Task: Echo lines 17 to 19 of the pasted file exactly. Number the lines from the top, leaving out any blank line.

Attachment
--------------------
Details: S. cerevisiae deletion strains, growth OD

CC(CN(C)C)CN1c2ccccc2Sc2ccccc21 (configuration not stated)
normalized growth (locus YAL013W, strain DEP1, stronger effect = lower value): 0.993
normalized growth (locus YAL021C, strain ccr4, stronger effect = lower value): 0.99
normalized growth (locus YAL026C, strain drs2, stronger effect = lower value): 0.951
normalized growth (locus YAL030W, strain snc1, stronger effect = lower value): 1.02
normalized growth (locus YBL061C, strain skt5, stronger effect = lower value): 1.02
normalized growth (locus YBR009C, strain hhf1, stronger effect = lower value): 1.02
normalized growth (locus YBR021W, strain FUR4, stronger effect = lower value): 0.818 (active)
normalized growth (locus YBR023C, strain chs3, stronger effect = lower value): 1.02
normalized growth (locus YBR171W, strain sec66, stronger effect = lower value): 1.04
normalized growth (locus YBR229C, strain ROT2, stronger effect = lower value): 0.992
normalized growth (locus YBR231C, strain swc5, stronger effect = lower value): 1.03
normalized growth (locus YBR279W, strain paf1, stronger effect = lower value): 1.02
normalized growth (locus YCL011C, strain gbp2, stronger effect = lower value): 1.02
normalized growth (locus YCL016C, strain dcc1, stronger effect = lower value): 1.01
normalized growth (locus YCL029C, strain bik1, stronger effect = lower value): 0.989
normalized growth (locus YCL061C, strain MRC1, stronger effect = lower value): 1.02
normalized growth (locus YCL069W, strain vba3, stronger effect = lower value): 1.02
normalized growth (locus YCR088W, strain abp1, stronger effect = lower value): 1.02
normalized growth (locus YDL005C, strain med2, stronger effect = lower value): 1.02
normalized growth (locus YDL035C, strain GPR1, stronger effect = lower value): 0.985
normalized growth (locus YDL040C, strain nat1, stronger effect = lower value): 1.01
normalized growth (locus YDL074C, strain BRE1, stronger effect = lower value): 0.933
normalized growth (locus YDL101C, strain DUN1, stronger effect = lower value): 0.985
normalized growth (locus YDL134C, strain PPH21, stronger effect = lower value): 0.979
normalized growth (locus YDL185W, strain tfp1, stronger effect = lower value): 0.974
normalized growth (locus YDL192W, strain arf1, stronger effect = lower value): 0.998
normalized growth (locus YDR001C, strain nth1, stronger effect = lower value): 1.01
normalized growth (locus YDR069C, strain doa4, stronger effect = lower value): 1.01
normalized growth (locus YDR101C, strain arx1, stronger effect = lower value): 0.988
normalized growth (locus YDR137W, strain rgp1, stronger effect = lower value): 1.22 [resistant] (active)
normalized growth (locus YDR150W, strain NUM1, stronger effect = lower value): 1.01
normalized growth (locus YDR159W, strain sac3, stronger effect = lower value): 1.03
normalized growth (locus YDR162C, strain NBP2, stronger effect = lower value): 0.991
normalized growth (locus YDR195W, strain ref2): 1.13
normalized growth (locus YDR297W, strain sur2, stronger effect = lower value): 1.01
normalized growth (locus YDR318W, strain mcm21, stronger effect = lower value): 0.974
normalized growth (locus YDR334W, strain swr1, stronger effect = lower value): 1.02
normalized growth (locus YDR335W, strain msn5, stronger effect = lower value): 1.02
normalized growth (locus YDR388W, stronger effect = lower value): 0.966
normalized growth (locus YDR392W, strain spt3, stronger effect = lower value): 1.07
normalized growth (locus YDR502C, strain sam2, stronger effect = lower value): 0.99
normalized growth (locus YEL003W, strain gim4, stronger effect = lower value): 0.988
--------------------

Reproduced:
normalized growth (locus YCL029C, strain bik1, stronger effect = lower value): 0.989
normalized growth (locus YCL061C, strain MRC1, stronger effect = lower value): 1.02
normalized growth (locus YCL069W, strain vba3, stronger effect = lower value): 1.02